A Nelson Mandela Bay ANC regional leader says the appointment of Danny Jordaan as mayor did not prove to be the winning formula that the party had anticipated.
Support for the ANC has dropped dramatically in this metro, which is now likely to be governed by the DA in coalition with other parties.
City Press has obtained a copy of an email written by a member of the ANC’s Regional Task Team (RTT), Crispian “Chippy” Olver, in which he explains what went wrong for the ANC in the local government elections.
Olver is one of 35 members of the RTT, which was set up by the national executive committee following the disbandment of the regional executive committee.
Among other things, Olver cites the “Zuma factor” and “Danny factor”, the low voter turnout and failure to make inroads in the northern areas as some of the reasons for the ANC losing votes in the Bay.
The email titled “Why we lost the Nelson Mandela Bay”, dated August 08 2016, reads:
“Here’s my take – eight reasons why we lost the elections:
We lost the elections in Nelson Mandela Bay despite winning the majority of wards.
This seems to have been driven by two main trends – our traditional township base did not come out in the numbers that we expected, and despite winning the wards, we did so with reduced margins.
The DA, on the other hand, got the vote in the areas they controlled, and so boosted their overall numbers. Here are some of the factors that I think lie behind this.
Our supporters were sufficiently disgruntled or complacent to have not made the effort to vote.
A lot of them feel that, while they can’t vote for another party, the ANC has ignored them and become too absorbed in its own self-serving interests. The last year under Danny Jordaan was too short to prove a genuine change in heart on our part.
If we want to regain their trust, we need to work hard to prove our credibility and earn people’s respect again.
Our elections machinery
Our organisational machinery for the elections was weak, particularly at branch level. In many branches there was no campaign to speak of.
We were given misleading reports of structures in place that did not in fact exist.
Despite making the resources available to branches to get out the vote, we were unable to translate these into a proper door-to-door campaign.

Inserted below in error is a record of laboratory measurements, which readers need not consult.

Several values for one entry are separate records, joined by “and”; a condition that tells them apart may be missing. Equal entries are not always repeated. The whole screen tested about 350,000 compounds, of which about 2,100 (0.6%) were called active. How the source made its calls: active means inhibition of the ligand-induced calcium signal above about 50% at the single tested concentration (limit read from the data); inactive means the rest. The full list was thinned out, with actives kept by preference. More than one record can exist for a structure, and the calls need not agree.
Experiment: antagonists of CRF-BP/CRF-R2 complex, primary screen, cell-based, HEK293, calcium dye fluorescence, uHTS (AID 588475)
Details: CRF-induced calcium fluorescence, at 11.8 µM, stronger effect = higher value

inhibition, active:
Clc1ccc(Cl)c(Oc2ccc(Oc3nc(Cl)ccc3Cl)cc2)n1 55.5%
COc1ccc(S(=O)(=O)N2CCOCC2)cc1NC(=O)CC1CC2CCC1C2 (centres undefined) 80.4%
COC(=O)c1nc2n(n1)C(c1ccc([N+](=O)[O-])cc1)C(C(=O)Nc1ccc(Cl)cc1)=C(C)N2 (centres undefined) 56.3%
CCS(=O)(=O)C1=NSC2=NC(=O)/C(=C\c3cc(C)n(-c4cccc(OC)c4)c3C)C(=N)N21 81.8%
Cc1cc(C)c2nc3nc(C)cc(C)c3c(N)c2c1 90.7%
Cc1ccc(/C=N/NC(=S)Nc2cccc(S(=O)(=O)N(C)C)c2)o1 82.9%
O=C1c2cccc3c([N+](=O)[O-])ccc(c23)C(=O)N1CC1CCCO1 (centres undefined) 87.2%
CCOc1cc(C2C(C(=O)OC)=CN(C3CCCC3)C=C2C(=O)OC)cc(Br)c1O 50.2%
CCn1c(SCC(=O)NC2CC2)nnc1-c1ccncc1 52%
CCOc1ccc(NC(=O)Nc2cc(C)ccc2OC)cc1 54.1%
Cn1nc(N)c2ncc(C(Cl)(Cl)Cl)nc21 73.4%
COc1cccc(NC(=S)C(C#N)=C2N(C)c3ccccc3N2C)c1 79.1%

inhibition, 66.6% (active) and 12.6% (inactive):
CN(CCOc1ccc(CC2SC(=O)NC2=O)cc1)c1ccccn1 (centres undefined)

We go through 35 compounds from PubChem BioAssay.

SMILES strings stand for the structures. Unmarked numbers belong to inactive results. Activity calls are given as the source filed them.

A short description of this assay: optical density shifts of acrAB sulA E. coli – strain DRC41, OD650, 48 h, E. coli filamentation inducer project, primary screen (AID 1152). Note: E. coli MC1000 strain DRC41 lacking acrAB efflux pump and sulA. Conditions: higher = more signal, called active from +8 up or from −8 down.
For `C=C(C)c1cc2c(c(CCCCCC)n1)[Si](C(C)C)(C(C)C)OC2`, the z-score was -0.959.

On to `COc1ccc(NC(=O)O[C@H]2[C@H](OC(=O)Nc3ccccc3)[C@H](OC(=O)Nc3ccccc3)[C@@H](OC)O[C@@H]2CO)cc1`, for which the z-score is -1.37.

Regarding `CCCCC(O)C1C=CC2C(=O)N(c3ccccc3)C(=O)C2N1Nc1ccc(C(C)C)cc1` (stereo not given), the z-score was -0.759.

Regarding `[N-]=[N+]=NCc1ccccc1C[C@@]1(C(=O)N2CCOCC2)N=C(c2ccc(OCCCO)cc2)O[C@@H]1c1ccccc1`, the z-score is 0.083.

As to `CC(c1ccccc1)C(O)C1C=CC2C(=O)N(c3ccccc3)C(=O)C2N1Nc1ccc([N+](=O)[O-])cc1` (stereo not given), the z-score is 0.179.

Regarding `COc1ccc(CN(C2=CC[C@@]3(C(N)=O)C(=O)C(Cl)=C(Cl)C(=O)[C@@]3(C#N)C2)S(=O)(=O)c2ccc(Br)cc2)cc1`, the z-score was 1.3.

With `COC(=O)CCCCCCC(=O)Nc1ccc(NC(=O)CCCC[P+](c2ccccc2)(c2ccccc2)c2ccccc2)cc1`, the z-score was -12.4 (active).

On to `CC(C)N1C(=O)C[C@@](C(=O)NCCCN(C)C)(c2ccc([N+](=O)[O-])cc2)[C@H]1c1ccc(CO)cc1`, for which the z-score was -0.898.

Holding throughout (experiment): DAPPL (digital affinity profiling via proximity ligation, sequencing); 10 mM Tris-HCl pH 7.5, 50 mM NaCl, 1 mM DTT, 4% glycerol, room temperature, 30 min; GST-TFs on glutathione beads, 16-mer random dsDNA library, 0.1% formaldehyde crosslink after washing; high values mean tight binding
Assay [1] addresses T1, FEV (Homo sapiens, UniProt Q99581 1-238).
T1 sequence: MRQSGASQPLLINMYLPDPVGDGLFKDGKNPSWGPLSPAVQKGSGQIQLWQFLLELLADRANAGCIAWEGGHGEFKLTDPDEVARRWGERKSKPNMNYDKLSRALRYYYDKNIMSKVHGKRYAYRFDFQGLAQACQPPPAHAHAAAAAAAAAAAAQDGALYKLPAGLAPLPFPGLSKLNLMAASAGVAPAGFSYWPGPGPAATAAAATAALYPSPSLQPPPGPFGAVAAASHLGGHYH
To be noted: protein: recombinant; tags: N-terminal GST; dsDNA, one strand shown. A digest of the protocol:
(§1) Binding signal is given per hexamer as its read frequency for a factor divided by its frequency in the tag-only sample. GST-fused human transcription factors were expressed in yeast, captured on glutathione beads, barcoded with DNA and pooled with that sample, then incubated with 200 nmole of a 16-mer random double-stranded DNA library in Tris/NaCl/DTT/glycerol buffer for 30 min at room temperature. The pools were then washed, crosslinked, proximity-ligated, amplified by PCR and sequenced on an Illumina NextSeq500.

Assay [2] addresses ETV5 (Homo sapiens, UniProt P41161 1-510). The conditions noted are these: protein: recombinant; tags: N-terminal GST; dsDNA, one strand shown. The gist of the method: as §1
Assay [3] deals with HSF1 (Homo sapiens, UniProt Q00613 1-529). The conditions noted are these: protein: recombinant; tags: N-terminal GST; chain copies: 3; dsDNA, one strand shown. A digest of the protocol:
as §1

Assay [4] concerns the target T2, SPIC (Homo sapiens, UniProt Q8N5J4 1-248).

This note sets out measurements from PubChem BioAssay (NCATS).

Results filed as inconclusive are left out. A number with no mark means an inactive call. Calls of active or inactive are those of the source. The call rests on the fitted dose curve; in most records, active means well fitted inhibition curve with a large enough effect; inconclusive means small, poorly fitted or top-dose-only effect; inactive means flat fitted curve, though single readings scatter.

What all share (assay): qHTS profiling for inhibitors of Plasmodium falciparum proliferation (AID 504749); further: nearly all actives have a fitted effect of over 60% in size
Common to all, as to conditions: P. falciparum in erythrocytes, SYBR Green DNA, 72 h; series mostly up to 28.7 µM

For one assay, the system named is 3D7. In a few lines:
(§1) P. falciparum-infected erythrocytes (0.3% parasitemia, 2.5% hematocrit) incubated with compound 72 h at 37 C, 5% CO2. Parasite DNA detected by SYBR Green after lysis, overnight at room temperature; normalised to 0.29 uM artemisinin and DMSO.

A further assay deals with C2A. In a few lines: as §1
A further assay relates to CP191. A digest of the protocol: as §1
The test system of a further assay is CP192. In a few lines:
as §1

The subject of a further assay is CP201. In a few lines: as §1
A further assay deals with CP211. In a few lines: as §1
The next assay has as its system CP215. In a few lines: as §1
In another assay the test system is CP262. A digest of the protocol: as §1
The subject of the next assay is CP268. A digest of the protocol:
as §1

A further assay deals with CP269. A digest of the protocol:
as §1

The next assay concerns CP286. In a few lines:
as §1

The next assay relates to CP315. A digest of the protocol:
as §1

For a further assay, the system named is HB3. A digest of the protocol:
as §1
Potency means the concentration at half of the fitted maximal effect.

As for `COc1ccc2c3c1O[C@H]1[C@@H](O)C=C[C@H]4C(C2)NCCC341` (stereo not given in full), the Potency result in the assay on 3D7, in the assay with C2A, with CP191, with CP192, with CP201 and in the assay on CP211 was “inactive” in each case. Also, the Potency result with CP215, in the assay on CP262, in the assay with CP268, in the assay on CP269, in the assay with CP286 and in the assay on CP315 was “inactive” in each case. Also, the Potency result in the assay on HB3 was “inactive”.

Poor elections management
At a regional level, many of us RTT and regional election team (RET) leaders did not pull our weight or fulfil our tasks when the going got tough.
The RTT convenor and the head of the RET disappeared for the last two weeks of the campaign.
Most election functions were performed in silos and were not integrated into an effective, cohesive campaign.
Poor marketing and communications
For months before the elections, the media was telling us that we didn’t communicate properly. Our presence in the media was insignificant until the last two weeks.
We started our marketing campaign too late, and never quite caught up with the DA in terms of visibility. Some items never arrived, for instance the branding of taxis.
The ‘Zuma factor’
We underestimated the impact of the moral shenanigans of our national leaders. Mostly, we thought that the impact of Zuma’s poor media profile could be offset by our local politicians and our local track record (admittedly only for a year).
We didn’t have a clear strategy for how to deal with people’s very real concerns about corruption and our national leadership.
The ‘Danny factor’
The Danny factor did not prove decisive. We didn’t make significant inroads into the northern areas and Danny was not a winning formula for our township voters.
Our claims to be rooting out corruption were undermined by the ongoing Fifa scandal.
The regional leadership was ambivalent about using Danny as the face of the campaign, and spent months in a silly process of ignoring the mayoral candidate [Jordaan].
This wasn’t helped by Danny’s failure to work with the ANC campaign machinery or align and integrate his campaign with the ANC.
The ANC provincial leadership continued to meddle in the affairs of the metro, by crudely tampering with the popular outcomes of general branch meetings and public meetings, and imposing candidates aligned with their own interests.
This caused massive unrest and disruption, and left many ANC members alienated and demobilised.
There was no practical support provided for the elections campaign, and the funding that did eventually arrive was insignificantly small and very late.
A number of our ANC leaders at branch and regional level were actively trying to sabotage the campaign. Mostly, these comrades were disgruntled as a result of the list process.
In a few dreadful instances, we drove away good comrades into the hands of the opposition or into standing as indepen-dents.”